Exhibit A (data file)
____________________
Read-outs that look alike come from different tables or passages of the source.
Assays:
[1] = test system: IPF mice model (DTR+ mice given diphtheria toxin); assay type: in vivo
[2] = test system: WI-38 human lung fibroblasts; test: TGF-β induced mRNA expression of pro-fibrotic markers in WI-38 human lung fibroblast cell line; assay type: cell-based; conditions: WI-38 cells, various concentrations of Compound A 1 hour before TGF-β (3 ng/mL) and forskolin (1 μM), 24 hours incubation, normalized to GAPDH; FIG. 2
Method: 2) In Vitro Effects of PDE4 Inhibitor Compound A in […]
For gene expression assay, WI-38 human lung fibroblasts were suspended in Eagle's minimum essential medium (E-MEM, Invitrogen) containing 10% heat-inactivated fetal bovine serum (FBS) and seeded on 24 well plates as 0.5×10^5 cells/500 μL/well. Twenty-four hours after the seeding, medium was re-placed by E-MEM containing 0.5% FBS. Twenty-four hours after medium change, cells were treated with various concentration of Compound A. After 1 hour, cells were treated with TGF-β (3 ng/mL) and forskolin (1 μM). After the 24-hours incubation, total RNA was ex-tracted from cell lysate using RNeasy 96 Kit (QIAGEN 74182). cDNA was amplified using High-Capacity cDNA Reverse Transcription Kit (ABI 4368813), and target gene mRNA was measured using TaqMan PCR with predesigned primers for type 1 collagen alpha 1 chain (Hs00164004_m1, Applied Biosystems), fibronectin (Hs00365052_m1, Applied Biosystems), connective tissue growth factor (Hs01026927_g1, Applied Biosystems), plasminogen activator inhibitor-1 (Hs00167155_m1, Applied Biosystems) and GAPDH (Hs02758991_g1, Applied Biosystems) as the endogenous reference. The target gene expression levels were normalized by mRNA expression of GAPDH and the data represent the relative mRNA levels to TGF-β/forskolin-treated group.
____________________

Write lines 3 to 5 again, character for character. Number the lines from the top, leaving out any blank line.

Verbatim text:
[1] = test system: IPF mice model (DTR+ mice given diphtheria toxin); assay type: in vivo
[2] = test system: WI-38 human lung fibroblasts; test: TGF-β induced mRNA expression of pro-fibrotic markers in WI-38 human lung fibroblast cell line; assay type: cell-based; conditions: WI-38 cells, various concentrations of Compound A 1 hour before TGF-β (3 ng/mL) and forskolin (1 μM), 24 hours incubation, normalized to GAPDH; FIG. 2
Method: 2) In Vitro Effects of PDE4 Inhibitor Compound A in […]